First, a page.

A study funded by the National Institute of Mental Health reports schizophrenia patients who received smaller doses of antipsychotic drugs and a stronger focus on one-on-one therapy, coupled with family support, made substantially more progress over the first two years of treatment than patients who received the typical drug-focused therapy.
This more intimate approach was partially based on programs in other parts of the world — like Australia and Scandinavia — that have improved patients’ lives for decades. The study makes its way for the first time to the United States — to the “real world,” as researchers described it — meaning it was delivered through the existing infrastructure, by community health centers.
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Findings of the study have already found its way to government agencies.
On Friday, the Centers for Medicare and Medicaid Services published a steady endorsement of the combined-therapy approach. Mental health reform bills that are now being circulated in Congress “mention the study by name,” according to Dr. K Heinssen, director of services and intervention research at the centers who also oversaw the study.
The study has received acclaim for its breakthrough, with several doctors praising its results.
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Dr. William T. Carpenter, a professor of psychiatry at the University of Maryland, said, “I’m very favorably impressed they were able to pull this study off so successfully, and it clearly shows the importance of early intervention.”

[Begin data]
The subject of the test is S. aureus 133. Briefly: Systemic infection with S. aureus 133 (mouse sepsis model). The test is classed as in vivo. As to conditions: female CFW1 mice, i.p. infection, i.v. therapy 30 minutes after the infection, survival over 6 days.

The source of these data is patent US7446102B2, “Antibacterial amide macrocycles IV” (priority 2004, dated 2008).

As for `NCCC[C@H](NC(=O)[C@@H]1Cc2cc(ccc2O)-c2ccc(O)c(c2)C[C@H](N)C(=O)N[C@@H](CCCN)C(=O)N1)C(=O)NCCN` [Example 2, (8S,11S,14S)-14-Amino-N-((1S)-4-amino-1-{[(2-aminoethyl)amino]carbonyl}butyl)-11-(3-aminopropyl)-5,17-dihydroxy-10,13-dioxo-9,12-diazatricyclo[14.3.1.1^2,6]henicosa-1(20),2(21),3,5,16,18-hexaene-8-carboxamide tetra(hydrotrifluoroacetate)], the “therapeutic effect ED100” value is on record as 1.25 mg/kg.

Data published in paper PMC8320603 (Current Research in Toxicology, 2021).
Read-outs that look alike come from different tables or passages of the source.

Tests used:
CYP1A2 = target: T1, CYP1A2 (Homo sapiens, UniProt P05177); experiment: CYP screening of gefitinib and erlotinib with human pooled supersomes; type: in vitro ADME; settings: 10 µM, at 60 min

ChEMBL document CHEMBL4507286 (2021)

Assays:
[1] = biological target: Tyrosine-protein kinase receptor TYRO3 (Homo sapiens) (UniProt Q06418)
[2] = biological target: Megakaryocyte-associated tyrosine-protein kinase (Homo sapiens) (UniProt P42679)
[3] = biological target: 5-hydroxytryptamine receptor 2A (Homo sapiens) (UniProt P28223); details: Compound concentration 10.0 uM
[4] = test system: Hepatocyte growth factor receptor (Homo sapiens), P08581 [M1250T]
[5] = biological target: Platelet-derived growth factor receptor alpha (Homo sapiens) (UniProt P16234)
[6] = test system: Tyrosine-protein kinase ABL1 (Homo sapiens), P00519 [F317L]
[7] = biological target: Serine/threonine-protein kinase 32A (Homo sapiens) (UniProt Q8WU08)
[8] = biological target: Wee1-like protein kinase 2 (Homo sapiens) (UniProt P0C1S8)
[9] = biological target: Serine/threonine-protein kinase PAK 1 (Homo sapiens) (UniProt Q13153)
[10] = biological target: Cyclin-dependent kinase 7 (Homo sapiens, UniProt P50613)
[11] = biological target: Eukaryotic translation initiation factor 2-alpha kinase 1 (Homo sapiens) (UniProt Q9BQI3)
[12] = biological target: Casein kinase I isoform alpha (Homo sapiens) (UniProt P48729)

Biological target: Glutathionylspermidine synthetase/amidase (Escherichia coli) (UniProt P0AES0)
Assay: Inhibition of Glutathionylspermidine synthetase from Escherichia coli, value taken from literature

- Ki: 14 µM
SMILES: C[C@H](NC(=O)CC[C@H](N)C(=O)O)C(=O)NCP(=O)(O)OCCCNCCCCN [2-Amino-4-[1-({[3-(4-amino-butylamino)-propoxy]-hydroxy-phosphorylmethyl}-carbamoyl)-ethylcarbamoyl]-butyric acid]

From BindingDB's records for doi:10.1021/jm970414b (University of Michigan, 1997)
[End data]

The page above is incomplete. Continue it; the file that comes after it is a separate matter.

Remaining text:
Dr. Mary E. Olson, assistant professor of psychiatry at the University of Massachusetts Medical School, said, “These are zeitgiest ideas, and I think it’s thrilling that this trial got such good results.” Olson has worked to promote approaches to psychosis that are less reliant on drugs. She said that the combined treatment was similar to Open Dialogue, a Finnish program developed in the ‘80s.
Schizophrenia is typically treated with strong doses of antipsychotic drugs — called antipsychotics — but they leave vulnerable side effects in their wake. Some of these side effects include weight gain, muscle spasms or tremors, and blurred vision.
While antipsychotics work well for the most part, people who have taken them find that their side effects — whether weight gain or extreme drowsiness — are difficult to live with. Studies show that nearly three quarters of people with prescribed medications for the disorder stop taking them within a year and a half due to these side effects.
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